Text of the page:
"This sophisticated volume illustrates the impressive, thought-provoking results an accomplished, diverse group of scholars can produce in pursuit of a simple and open-ended yet ultimately difficult and complicated question... The project took the same name now borne by this handsome volume and pursued a fascinating and timely inquiry into the comparative institutional development of societies of the premodern Mediterranean, a topic that has of course interested historians for generations. Yet with a plethora of highly trained and interested experts and arguably more collaboration between scholars working on the formerly much too isolated Islamic and Christian sides of the Mediterranean world (encouraged by numerous and proliferating networking associations), academia has never been better prepared to tackle such a project... It is uncommon to find an edited volume for which the whole is greater than the sum of its parts. Nevertheless, such is the case with Diverging Paths?, which manifests an impressive degree of synergy among its widely varied contributions... This well-presented volume offers its readers an array of perspectives on a subset of the comparative historical issues that are intriguing premodern scholars in a mode that will be challenging yet still accessible to non-specialists, while both highly engaging and valuable for experts."
Thomas W. Barton, University of San Diego, in The Medieval Review, 15.10.01
"On l’aura compris, Diverging Paths pose un jalon salutaire et extrêmement fertile pour les approches comparatistes méditerranéennes prémodernes. Notre recension ne rend qu’imparfaitement compte des résultats obtenus et des riches perspectives tracées par ce très dense ouvrage. Le prisme de l’institution et de ses formes tient ses promesses."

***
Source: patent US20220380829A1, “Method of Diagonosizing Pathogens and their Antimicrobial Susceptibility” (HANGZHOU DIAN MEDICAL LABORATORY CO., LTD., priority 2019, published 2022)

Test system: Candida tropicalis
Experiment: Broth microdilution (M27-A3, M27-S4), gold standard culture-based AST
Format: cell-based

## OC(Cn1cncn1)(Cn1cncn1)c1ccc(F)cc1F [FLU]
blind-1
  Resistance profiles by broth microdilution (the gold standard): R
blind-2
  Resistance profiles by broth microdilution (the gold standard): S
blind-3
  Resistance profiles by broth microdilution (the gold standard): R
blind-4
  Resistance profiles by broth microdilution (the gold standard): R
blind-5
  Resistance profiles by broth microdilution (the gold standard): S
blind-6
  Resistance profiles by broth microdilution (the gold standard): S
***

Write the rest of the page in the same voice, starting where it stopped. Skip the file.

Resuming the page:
Sébastien Garnier, in Studia Islamica 111, 2016.
"...The general theme explored in the essays is how power is reflected in the institutions that developed around two of the three religions that claim belief in a single God, namely Christianity and Islam. The articles accurately reflect the title of this complex book, but explore ideas well beyond simple comparison and contrast. ...Most readers will not be across all fields. However, that is the point and the strength of such a book: to bring together scholars of varied backgrounds and to query the reader’s approaches and viewpoints. ...Diverging Paths? is a tightly integrated, complex text that explores the relationships between institutions via three key paths: law, resources and elite physical structures, but expands our ideas of all of these. It would be valuable for scholars who already have a reasonable knowledge of the Christian and Islamic histories of the early Middle Ages and would like to understand those world views using the tools of anthropology, law, history and sociology."
Penelope Nash, University of Sydney, in Royal Studies Journal II, 2015.